NEWBERRY — A fifth grade teacher appeared on a most wanted photograph, projected across the Newberry Elementary Auditorium; but that phony picture was just part of the introduction as Kelvin Washington, the U.S. Marshall District of South Carolina and his chief deputy, Tom Henman, got students’ attention for a talk at Newberry Elementary School.
The men gave NES students a broad overview of the U.S. Marshals program, the oldest Federal Law Enforcement agency, dating to 1789. The agency began with 13 marshals appointed by George Washington, currently there are 94 U.S. Marshals, each of whom is appointed by the president of the United States. Students learned of the rigors of the marshal training academy, sort of a college experience and boot camp combined, according to Henman and Washington. They explained about firearm training, defensive tactics and high-speed driving training.
They explained other aspects of marshal duties such as fugitive operations, judicial security and witness security protection. Washington shared his career arc including time as an investigator, a narcotics officer and as a sheriff. He was appointed as U.S. Marshal by President Barack Obama. The vetting process for the appointment, even with his history of public service, took about a year to complete. It was that process Washington focused on as he spoke.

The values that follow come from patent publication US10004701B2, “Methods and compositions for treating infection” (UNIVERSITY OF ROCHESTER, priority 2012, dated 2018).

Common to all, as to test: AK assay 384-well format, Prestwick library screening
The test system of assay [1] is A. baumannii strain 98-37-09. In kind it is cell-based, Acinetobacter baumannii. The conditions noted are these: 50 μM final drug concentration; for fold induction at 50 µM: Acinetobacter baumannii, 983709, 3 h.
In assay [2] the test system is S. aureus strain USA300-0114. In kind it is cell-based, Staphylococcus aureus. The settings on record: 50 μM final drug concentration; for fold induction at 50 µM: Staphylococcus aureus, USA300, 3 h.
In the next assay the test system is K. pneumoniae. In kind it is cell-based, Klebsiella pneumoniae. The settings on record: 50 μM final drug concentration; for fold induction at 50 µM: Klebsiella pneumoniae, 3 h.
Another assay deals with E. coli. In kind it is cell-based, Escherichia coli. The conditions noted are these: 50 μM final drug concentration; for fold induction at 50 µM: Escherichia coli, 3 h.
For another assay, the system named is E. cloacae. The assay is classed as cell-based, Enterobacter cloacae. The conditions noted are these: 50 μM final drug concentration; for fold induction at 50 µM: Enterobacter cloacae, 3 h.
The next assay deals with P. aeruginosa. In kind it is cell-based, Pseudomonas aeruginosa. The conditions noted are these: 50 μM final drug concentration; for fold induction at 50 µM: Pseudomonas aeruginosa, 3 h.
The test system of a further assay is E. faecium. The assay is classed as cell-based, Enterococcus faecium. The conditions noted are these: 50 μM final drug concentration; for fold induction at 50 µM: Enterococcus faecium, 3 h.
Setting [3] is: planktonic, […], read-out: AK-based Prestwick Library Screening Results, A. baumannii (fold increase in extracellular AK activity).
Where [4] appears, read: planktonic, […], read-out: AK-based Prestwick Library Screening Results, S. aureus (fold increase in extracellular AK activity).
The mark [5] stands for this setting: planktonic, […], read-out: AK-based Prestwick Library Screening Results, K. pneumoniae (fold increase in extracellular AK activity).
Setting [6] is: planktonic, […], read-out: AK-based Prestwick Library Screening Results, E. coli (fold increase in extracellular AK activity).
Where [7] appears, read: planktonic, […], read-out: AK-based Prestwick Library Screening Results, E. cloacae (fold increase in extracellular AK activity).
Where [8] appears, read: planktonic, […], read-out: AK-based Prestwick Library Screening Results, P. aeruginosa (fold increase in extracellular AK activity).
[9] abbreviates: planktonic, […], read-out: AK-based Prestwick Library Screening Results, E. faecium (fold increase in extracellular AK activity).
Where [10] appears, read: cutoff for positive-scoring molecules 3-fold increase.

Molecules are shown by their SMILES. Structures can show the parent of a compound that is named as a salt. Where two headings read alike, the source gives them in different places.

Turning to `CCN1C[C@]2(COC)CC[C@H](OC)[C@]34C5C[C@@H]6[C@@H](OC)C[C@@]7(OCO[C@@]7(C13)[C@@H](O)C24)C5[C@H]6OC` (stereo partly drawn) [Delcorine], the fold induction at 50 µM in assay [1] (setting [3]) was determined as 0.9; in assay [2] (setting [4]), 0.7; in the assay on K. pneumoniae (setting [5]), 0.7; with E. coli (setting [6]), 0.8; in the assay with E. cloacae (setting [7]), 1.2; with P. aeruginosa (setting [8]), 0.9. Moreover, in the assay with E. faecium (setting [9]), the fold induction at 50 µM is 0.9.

He called on students to have self-discipline and resist peer pressure. He shared how his mother and grandmother raised him to work hard and study hard. Washington mentioned how the students will be competing with people all over the world for jobs and opportunities, so they need to make sure to make the most of each day to learn and grow. Manners, respect and value of education also were themes he shared.
NES Principal Reggie Wicker mentioned how the character the marshals represent is part of the NES mission to educate the entire child and part of NES’ mission as a 21st Century School. He encouraged all the NES students to work hard and make wise choices, choices that are part of the school mantra to accept nothing less than the best at NES.